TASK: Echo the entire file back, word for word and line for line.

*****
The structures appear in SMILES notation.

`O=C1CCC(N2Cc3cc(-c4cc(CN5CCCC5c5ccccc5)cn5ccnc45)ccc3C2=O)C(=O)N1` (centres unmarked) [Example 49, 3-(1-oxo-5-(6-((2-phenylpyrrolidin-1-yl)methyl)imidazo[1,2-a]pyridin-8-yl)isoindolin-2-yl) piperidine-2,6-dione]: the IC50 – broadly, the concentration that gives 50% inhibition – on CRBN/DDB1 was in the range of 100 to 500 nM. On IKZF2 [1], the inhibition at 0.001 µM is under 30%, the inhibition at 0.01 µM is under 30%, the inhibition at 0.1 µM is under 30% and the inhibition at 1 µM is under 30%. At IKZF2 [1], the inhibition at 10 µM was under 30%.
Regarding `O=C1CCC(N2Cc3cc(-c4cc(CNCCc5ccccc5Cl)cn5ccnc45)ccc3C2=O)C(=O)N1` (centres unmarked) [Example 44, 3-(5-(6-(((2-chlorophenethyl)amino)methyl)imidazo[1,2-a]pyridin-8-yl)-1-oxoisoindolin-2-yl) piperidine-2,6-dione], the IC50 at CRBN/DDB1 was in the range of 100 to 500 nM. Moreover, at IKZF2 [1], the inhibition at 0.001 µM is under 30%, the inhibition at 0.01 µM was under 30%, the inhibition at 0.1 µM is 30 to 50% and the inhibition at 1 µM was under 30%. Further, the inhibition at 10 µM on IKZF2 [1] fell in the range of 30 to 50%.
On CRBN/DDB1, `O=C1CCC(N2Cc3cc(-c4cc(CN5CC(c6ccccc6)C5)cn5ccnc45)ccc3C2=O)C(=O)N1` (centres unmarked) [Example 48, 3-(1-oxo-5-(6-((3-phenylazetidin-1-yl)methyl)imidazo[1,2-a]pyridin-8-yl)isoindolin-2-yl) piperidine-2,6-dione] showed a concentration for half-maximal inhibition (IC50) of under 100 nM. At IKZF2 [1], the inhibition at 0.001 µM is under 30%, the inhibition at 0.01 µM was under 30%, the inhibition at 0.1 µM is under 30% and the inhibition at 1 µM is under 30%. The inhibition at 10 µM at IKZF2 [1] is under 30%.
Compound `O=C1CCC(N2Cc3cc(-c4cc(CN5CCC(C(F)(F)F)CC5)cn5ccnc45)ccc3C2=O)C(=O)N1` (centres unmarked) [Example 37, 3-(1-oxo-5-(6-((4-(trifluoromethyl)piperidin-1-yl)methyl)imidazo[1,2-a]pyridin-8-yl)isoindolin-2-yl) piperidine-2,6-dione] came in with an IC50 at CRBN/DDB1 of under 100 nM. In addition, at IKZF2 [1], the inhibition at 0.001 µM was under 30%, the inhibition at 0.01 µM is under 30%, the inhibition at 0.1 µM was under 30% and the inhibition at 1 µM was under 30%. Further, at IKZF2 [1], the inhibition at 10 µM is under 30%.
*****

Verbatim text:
The structures appear in SMILES notation.

`O=C1CCC(N2Cc3cc(-c4cc(CN5CCCC5c5ccccc5)cn5ccnc45)ccc3C2=O)C(=O)N1` (centres unmarked) [Example 49, 3-(1-oxo-5-(6-((2-phenylpyrrolidin-1-yl)methyl)imidazo[1,2-a]pyridin-8-yl)isoindolin-2-yl) piperidine-2,6-dione]: the IC50 – broadly, the concentration that gives 50% inhibition – on CRBN/DDB1 was in the range of 100 to 500 nM. On IKZF2 [1], the inhibition at 0.001 µM is under 30%, the inhibition at 0.01 µM is under 30%, the inhibition at 0.1 µM is under 30% and the inhibition at 1 µM is under 30%. At IKZF2 [1], the inhibition at 10 µM was under 30%.
Regarding `O=C1CCC(N2Cc3cc(-c4cc(CNCCc5ccccc5Cl)cn5ccnc45)ccc3C2=O)C(=O)N1` (centres unmarked) [Example 44, 3-(5-(6-(((2-chlorophenethyl)amino)methyl)imidazo[1,2-a]pyridin-8-yl)-1-oxoisoindolin-2-yl) piperidine-2,6-dione], the IC50 at CRBN/DDB1 was in the range of 100 to 500 nM. Moreover, at IKZF2 [1], the inhibition at 0.001 µM is under 30%, the inhibition at 0.01 µM was under 30%, the inhibition at 0.1 µM is 30 to 50% and the inhibition at 1 µM was under 30%. Further, the inhibition at 10 µM on IKZF2 [1] fell in the range of 30 to 50%.
On CRBN/DDB1, `O=C1CCC(N2Cc3cc(-c4cc(CN5CC(c6ccccc6)C5)cn5ccnc45)ccc3C2=O)C(=O)N1` (centres unmarked) [Example 48, 3-(1-oxo-5-(6-((3-phenylazetidin-1-yl)methyl)imidazo[1,2-a]pyridin-8-yl)isoindolin-2-yl) piperidine-2,6-dione] showed a concentration for half-maximal inhibition (IC50) of under 100 nM. At IKZF2 [1], the inhibition at 0.001 µM is under 30%, the inhibition at 0.01 µM was under 30%, the inhibition at 0.1 µM is under 30% and the inhibition at 1 µM is under 30%. The inhibition at 10 µM at IKZF2 [1] is under 30%.
Compound `O=C1CCC(N2Cc3cc(-c4cc(CN5CCC(C(F)(F)F)CC5)cn5ccnc45)ccc3C2=O)C(=O)N1` (centres unmarked) [Example 37, 3-(1-oxo-5-(6-((4-(trifluoromethyl)piperidin-1-yl)methyl)imidazo[1,2-a]pyridin-8-yl)isoindolin-2-yl) piperidine-2,6-dione] came in with an IC50 at CRBN/DDB1 of under 100 nM. In addition, at IKZF2 [1], the inhibition at 0.001 µM was under 30%, the inhibition at 0.01 µM is under 30%, the inhibition at 0.1 µM was under 30% and the inhibition at 1 µM was under 30%. Further, at IKZF2 [1], the inhibition at 10 µM is under 30%.